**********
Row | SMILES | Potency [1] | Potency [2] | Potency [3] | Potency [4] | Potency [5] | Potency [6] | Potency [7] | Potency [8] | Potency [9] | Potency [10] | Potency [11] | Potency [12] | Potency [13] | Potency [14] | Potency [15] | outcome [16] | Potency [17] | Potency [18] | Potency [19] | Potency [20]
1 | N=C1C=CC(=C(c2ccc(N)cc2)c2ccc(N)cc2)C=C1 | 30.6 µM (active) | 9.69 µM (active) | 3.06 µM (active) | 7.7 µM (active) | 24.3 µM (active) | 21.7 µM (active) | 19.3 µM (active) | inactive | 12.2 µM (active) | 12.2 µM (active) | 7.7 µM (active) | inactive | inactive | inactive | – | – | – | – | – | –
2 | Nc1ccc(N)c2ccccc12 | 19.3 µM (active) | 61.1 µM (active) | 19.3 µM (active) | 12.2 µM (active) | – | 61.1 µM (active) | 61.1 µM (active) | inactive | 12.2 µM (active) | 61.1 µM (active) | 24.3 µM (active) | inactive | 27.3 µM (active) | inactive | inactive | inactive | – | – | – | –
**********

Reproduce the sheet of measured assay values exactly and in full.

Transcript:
Row | SMILES | Potency [1] | Potency [2] | Potency [3] | Potency [4] | Potency [5] | Potency [6] | Potency [7] | Potency [8] | Potency [9] | Potency [10] | Potency [11] | Potency [12] | Potency [13] | Potency [14] | Potency [15] | outcome [16] | Potency [17] | Potency [18] | Potency [19] | Potency [20]
1 | N=C1C=CC(=C(c2ccc(N)cc2)c2ccc(N)cc2)C=C1 | 30.6 µM (active) | 9.69 µM (active) | 3.06 µM (active) | 7.7 µM (active) | 24.3 µM (active) | 21.7 µM (active) | 19.3 µM (active) | inactive | 12.2 µM (active) | 12.2 µM (active) | 7.7 µM (active) | inactive | inactive | inactive | – | – | – | – | – | –
2 | Nc1ccc(N)c2ccccc12 | 19.3 µM (active) | 61.1 µM (active) | 19.3 µM (active) | 12.2 µM (active) | – | 61.1 µM (active) | 61.1 µM (active) | inactive | 12.2 µM (active) | 61.1 µM (active) | 24.3 µM (active) | inactive | 27.3 µM (active) | inactive | inactive | inactive | – | – | – | –